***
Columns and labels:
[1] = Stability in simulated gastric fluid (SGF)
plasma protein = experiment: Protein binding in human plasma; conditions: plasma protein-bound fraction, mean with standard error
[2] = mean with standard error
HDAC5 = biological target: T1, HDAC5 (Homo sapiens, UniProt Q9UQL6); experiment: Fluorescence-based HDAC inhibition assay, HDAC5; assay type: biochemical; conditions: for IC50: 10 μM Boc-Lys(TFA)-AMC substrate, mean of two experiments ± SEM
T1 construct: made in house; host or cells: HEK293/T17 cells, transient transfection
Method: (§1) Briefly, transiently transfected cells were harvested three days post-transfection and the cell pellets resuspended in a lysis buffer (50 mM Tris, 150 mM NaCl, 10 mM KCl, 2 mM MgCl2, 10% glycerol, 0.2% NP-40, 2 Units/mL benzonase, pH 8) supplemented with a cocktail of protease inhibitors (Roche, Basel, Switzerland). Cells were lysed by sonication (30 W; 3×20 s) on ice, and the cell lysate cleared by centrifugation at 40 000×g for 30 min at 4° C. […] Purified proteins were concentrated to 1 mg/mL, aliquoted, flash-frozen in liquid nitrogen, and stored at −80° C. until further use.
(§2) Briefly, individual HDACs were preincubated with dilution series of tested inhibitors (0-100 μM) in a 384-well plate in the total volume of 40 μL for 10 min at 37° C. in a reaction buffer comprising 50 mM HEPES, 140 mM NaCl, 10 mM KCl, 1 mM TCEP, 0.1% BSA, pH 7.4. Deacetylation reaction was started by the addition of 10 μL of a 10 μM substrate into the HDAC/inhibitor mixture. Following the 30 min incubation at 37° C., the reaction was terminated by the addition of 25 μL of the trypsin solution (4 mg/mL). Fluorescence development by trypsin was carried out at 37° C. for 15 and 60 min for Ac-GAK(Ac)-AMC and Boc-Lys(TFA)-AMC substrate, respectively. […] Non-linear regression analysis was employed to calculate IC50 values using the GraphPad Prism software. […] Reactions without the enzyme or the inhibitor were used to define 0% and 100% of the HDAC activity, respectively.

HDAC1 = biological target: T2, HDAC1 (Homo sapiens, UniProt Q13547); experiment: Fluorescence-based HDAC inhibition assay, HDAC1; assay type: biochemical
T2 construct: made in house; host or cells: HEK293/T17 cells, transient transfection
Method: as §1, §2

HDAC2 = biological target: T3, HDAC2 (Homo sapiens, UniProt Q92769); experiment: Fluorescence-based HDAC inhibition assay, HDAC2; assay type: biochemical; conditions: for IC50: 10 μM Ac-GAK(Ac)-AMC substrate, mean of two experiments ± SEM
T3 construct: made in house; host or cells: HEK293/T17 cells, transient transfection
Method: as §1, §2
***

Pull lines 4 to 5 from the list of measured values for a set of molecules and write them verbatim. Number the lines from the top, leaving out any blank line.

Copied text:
[2] = mean with standard error
HDAC5 = biological target: T1, HDAC5 (Homo sapiens, UniProt Q9UQL6); experiment: Fluorescence-based HDAC inhibition assay, HDAC5; assay type: biochemical; conditions: for IC50: 10 μM Boc-Lys(TFA)-AMC substrate, mean of two experiments ± SEM